A death-row inmate convicted of killing his girlfriend and her two sons in Pampa in 1993 could have been exonerated by DNA evidence had it been stored properly by Texas investigators, an expert witness for the defense told a judge Monday.
Julie Heinig, assistant director of a private Ohio DNA lab, was among the forensic and DNA experts who testified during a hearing for Hank Skinner, whose attorneys are trying to spare him the death penalty.
Skinner was convicted of capital murder two years after Twila Jean Busby and her adult sons, Elwin Caler and Randy Busby, were found dead in their Pampa home. Prosecutors said Skinner used an ax handle to kill his 40-year-old girlfriend and stabbed her sons, who were both mentally impaired, on New Year's Eve 1993.
Heinig, who was hired as an expert by the defense, testified that she reviewed DNA evidence recovered from the house and found them not sufficiently trustworthy to send an inmate to the Texas death chamber. She said it had degraded because it was stored in plastic bags in an environment where temperatures weren't properly controlled.
Defense attorneys contend that more sophisticated DNA test results collected by an independent lab raise doubts about Skinner's guilt "too weighty" to allow his execution.
Attorneys for the state say the DNA confirms Skinner's guilt.
The hearing is being held to hear arguments on whether to vacate Skinner's death sentence. The hearing is expected to conclude on Tuesday, after which both sides will submit written arguments to the judge. It's unclear when a ruling could be made.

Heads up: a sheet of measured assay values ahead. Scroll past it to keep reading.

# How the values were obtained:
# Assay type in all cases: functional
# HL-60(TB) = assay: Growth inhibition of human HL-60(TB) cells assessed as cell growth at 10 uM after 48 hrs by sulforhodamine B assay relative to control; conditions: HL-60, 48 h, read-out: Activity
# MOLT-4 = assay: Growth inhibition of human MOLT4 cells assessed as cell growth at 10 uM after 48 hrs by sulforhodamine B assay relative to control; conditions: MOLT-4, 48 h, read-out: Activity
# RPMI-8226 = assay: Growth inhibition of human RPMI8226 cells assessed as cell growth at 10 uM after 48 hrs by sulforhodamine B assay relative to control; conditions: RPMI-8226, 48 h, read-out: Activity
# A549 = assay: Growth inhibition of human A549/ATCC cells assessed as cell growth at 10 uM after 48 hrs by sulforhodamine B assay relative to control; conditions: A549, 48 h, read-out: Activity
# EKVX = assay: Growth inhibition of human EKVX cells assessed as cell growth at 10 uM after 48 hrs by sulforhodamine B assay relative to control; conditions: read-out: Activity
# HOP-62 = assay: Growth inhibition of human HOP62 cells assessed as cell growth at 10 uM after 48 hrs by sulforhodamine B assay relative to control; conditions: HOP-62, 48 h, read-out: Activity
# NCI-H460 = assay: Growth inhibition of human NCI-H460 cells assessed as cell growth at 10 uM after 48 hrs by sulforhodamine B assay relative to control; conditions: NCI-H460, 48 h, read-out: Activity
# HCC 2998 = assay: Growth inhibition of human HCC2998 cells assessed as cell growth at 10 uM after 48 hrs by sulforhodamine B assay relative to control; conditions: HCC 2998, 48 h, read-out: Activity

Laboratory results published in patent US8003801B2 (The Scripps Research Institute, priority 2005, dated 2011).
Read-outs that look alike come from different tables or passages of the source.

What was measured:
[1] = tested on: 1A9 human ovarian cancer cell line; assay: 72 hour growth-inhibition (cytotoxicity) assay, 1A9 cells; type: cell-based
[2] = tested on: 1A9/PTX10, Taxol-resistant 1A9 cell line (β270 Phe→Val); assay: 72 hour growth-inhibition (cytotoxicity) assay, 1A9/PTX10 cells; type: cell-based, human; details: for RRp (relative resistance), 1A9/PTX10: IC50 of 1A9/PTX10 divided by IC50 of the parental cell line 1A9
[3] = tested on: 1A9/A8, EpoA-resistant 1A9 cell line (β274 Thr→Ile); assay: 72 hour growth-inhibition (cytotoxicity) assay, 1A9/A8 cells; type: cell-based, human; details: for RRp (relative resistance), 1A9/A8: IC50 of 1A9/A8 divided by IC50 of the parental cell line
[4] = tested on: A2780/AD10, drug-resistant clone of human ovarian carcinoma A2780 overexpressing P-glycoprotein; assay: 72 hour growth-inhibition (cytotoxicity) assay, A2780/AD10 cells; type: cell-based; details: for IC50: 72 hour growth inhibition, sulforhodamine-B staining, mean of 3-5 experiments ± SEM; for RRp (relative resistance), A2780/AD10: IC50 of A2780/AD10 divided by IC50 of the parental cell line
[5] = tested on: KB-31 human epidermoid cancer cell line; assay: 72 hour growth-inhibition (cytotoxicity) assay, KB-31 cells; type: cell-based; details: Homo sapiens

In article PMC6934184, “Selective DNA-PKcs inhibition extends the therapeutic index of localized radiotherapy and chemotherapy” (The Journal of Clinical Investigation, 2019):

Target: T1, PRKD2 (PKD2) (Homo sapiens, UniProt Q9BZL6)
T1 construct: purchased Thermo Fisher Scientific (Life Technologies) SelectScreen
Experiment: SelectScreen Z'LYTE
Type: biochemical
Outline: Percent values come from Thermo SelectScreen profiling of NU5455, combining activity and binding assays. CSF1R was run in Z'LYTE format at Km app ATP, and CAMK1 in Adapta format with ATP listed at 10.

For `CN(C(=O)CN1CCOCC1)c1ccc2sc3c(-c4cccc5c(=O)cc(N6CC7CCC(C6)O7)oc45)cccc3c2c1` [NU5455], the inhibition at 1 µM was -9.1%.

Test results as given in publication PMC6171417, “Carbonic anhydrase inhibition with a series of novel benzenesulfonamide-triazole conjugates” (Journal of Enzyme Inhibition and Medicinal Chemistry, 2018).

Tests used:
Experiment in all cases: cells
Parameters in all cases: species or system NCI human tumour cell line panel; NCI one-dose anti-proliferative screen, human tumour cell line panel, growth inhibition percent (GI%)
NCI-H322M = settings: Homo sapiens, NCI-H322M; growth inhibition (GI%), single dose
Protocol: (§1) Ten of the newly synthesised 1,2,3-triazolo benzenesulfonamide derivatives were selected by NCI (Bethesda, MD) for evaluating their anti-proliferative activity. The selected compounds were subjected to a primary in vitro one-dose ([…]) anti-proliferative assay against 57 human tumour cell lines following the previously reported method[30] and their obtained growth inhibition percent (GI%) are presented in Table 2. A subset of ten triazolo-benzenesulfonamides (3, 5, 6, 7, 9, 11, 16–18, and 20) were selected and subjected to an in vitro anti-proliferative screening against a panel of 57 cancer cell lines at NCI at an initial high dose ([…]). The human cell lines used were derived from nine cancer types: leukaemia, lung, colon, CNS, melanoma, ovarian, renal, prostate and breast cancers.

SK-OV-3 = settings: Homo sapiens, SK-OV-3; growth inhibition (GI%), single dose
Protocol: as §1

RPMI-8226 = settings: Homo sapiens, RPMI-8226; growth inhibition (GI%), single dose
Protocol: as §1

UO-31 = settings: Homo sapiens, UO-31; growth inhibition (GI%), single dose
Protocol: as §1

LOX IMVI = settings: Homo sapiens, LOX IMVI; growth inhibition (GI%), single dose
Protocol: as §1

The Texas attorney general's office in November 2012 argued that new testing on 40 items "does not support Skinner's claim that an alternative suspect is the real killer."
Skinner has insisted he didn't kill his girlfriend and her sons, saying he was passed out on a couch from a mix of vodka and codeine at the time of their deaths. Prosecutors say traces of his DNA were located in blood in the bedroom where Randy Busby was found stabbed to death, and that Skinner's DNA also matched blood stains throughout the house.
Skinner's attorneys, in an advisory filed about its mitochondrial DNA tests, say results on three hairs found in Twila Busby's hands "support the inference" that a maternal relative of the victims killed the trio. Their results, Skinner's attorneys' filing states, show that any conclusion about the weight of the state's results "was premature."
Skinner's attorneys claim in the filing that the relative was seen "frantically washing out his vehicle" two days after the slayings and that he was the owner of a blood-stained windbreaker police collected from the crime scene that the state claims it has lost.